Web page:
God likes to take the weak things [and people] of this world to change the world [1 Cor. 1:26-28]. If you feel like you are unknown, in the shadows and rejected or laughed at by those around, don’t be discouraged. If your heart is right before God, you may be in the right position to move mountains! And what if the opportunity never comes? Remember, God has created some flowers to adore the king’s palace, but many more show their splendour on a mountain side enjoyed by God alone. Maintain your relationship and commitment to God and you will have the reward of His presence in this life and the next one even if you remain unknown in the eyes of the world.
From these two examples of “blessed among women” we see that service takes different forms. Not everybody is designed to do the same thing or act in the same way. Mary’s job was to be a mother, to nurture Jesus through childhood and young manhood. Hers was the hand that rocked the cradle of the Man to save the world. Jael’s mission was different. She was to destroy the man who oppressed God’s people. She would execute God’s vengeance. Mary was the instrument of blessing, Jael was the instrument of judgment. Yet both were necessary, valued and blessed among women.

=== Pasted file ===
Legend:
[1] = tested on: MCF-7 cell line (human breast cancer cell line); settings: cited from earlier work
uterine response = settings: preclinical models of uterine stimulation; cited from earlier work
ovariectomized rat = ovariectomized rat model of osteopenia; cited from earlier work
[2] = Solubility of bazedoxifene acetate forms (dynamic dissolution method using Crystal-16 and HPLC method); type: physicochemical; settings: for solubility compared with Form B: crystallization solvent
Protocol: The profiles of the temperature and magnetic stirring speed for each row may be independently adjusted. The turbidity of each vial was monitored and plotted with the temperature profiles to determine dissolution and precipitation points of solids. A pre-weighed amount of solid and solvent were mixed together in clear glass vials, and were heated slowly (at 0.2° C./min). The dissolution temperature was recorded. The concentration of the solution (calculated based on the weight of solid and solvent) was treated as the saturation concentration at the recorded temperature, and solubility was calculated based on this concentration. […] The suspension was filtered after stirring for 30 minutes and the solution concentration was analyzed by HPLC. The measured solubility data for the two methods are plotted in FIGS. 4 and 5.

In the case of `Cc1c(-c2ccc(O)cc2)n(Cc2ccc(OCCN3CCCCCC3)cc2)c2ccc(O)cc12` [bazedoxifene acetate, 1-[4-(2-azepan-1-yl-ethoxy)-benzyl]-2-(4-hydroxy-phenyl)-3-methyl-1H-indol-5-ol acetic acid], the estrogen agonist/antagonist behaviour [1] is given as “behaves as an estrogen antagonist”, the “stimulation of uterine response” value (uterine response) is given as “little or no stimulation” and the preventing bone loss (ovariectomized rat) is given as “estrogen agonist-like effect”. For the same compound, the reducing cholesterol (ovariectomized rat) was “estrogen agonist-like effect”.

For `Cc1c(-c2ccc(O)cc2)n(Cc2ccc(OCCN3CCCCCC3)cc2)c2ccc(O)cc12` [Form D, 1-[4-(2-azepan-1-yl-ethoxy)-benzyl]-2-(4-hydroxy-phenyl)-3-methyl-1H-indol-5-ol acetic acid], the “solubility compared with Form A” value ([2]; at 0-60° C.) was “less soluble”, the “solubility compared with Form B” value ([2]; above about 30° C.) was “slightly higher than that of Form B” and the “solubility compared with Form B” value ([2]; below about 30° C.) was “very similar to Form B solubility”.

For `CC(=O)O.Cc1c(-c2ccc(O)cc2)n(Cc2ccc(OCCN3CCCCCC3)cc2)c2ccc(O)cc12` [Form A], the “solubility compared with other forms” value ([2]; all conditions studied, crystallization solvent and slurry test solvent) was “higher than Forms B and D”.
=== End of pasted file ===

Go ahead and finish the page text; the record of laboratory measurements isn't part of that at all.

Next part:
Sometimes we get the idea that everyone has to do the same thing the same way. Even in a perfect world, that would not be the case. In a world complicated by sin, there are many different things that need to be done. Both the love and justice of Jesus need to be seen. And while we should all be concerned about a balanced view, Jesus often chooses to use some more in one area than another. Instead of judging each other because we have different emphasis or methods we should be supporting each other so that the whole Truth can be seen.
What does it take to be “blessed among women” [or men]? These ladies show us we need to be totally committed to God and His people [the Church in New Testament times]. We need to be submissive to the will of God and willing to take risks to advance the Kingdom of God. Our relationship with Jesus and love for His people are the most important things [Luke 10:27].